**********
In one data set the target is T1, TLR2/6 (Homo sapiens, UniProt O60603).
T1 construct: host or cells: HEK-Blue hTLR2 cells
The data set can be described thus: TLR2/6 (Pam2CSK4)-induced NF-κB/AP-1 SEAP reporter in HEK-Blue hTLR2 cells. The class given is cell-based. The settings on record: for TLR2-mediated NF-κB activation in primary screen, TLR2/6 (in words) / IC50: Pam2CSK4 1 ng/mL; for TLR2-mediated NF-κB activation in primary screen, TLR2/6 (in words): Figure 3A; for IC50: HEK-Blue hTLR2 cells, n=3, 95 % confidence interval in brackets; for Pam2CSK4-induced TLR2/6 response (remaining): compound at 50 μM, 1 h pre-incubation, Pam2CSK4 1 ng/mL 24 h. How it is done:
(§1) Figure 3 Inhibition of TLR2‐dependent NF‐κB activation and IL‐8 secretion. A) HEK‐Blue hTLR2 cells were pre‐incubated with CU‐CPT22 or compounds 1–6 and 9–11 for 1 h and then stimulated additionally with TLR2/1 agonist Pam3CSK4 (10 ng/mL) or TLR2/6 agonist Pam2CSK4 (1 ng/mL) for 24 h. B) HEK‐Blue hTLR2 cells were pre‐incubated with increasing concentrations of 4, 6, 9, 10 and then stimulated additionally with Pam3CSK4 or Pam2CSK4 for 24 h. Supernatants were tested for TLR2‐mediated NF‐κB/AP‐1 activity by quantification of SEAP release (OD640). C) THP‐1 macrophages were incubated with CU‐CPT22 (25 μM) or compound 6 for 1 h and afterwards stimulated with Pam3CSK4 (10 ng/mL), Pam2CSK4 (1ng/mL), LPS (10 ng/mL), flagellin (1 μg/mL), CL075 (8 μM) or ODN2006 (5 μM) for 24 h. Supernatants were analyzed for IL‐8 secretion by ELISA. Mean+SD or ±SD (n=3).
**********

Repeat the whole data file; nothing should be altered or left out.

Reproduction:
In one data set the target is T1, TLR2/6 (Homo sapiens, UniProt O60603).
T1 construct: host or cells: HEK-Blue hTLR2 cells
The data set can be described thus: TLR2/6 (Pam2CSK4)-induced NF-κB/AP-1 SEAP reporter in HEK-Blue hTLR2 cells. The class given is cell-based. The settings on record: for TLR2-mediated NF-κB activation in primary screen, TLR2/6 (in words) / IC50: Pam2CSK4 1 ng/mL; for TLR2-mediated NF-κB activation in primary screen, TLR2/6 (in words): Figure 3A; for IC50: HEK-Blue hTLR2 cells, n=3, 95 % confidence interval in brackets; for Pam2CSK4-induced TLR2/6 response (remaining): compound at 50 μM, 1 h pre-incubation, Pam2CSK4 1 ng/mL 24 h. How it is done:
(§1) Figure 3 Inhibition of TLR2‐dependent NF‐κB activation and IL‐8 secretion. A) HEK‐Blue hTLR2 cells were pre‐incubated with CU‐CPT22 or compounds 1–6 and 9–11 for 1 h and then stimulated additionally with TLR2/1 agonist Pam3CSK4 (10 ng/mL) or TLR2/6 agonist Pam2CSK4 (1 ng/mL) for 24 h. B) HEK‐Blue hTLR2 cells were pre‐incubated with increasing concentrations of 4, 6, 9, 10 and then stimulated additionally with Pam3CSK4 or Pam2CSK4 for 24 h. Supernatants were tested for TLR2‐mediated NF‐κB/AP‐1 activity by quantification of SEAP release (OD640). C) THP‐1 macrophages were incubated with CU‐CPT22 (25 μM) or compound 6 for 1 h and afterwards stimulated with Pam3CSK4 (10 ng/mL), Pam2CSK4 (1ng/mL), LPS (10 ng/mL), flagellin (1 μg/mL), CL075 (8 μM) or ODN2006 (5 μM) for 24 h. Supernatants were analyzed for IL‐8 secretion by ELISA. Mean+SD or ±SD (n=3).